Amazon quits China. After years of never-ending struggle, they finally decided to give up. In the official announcement, they said it’s not 100% quitting as they will continue their Kindle and Web services- and Chinese customers will still be able to purchase cross-border from overseas versions of the platform. But will close. It’s tough to compete with Chinese giants such as Taobao or - Read more (in English or Chinese)
Ps. Another brand that just released an announcement they quit China: Forever 21.
- Sesia

Taobao rolls out Local Specialty Map as a part of the promotion of their new in-app category: Taobao Food. The app will also strengthen videos as a way of promotion. According to the platform’s data, women account for half of the foodies on Taobao (57%), and 52% of the food consumers are young people under 35 years old. “They love snacks, fruits, instant food and small packaged foods. They love trying the new and love local specialties, as well as ‘celebrity foods’ that trend online." - Read more (Chinese)

- Lillian


Chinese Consumers

Have you ever heard of guanxi? If you’ve ever done any business in China, you probably have! It is directly translated into “relationships” that you build, but in reality is so much more. The term guanxi is not a new invention, it’s been around for centuries. The relationships you build within your closer and more extended circles in China often determine how far you can get and how successful you are.

A part of building a strong guanxi is also a delicate matter of gift giving. It is a true art, especially nowadays with strict anti-corruption laws. It is a real struggle to build a good guanxi when a basket of fruits is all you can gift your business partners without raising suspicion. Chinese New Year is a true creativity battlefield, and a factory of oranges stuffed with jewels (read more in English)…

The Chinese have mastered the art of building guanxi and gift giving, have you though? That’s a topic I’ve seen in many expat groups on Facebook. What to pay attention to? How to make a good first impression? Off the top of my head, when gift giving is considered, here are some notes:

  1. Local specialties work well; your business partners are interested in your culture.

  2. Don’t present them with a local sausage packed in paper straight from the butcher though- no matter how tasty it is! (Real life story behind this one...)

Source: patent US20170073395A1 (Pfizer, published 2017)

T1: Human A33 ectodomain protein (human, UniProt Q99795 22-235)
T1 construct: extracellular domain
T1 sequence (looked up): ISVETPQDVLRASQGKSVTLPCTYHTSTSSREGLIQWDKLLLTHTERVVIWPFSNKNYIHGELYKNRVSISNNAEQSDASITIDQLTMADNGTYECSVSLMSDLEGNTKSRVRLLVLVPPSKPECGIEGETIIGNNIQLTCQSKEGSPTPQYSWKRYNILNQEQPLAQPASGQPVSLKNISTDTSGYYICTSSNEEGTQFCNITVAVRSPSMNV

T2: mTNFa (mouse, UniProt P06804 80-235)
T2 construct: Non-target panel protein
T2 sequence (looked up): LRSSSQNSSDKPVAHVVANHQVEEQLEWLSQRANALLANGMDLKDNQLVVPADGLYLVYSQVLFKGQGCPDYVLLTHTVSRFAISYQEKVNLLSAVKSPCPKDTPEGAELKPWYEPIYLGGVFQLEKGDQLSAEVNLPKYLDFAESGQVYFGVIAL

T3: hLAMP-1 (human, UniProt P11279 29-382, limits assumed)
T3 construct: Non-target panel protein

3. Chinese businessmen often bring luxurious sets of local alcohol or tea sets to Western countries. You don’t want to go cheap.

  4. Show them you’ve done your research, show them you care. Just as it’s in good taste to talk to your business partners about their family, it is also important to show them you care about their well-being.

It’s based on my experience at least. Here you can read more. And if you find yourself in need of a culturally significant gift that is shipped directly within China to your business partners, have a look at (you can use this promo code: “nmgguanxi”).

Funny thing, a few months ago I thought sea cucumbers were a vegetable (no comment), but it is a thing in China. After all, researching, understanding and respecting the culture of your guests is always the most important part of a good relationship, do you agree? Cultural marketing in China is even more relevant than anywhere else.
- Wiki


Other News

230 acres of forest planted thanks to Alibaba’s Ant Forest (蚂蚁森林) program since 2016. Their 500 million users collect points every time they choose to walk or ride a bike (instead of using a car), or pay their bills online (not using paper) etc. Then, the company plants a tree on their behalf and issues a certificate. The program is also very popular among NMGers, and brings attention to serious problems, such as deforestation and environment protection in China.
- Nara

58 Tongcheng (58同城) launches video job interviews feature. The platform is focused on daily life services, such as flat renting, job hunting, second-hand sales, etc. Now, to save everyone’s time, corporate accounts are allowed to recruit employees through video interviews. The meeting can be scheduled as fast as within 15 minutes after the candidate sees the ad. - Read more (Chinese)
- Jessie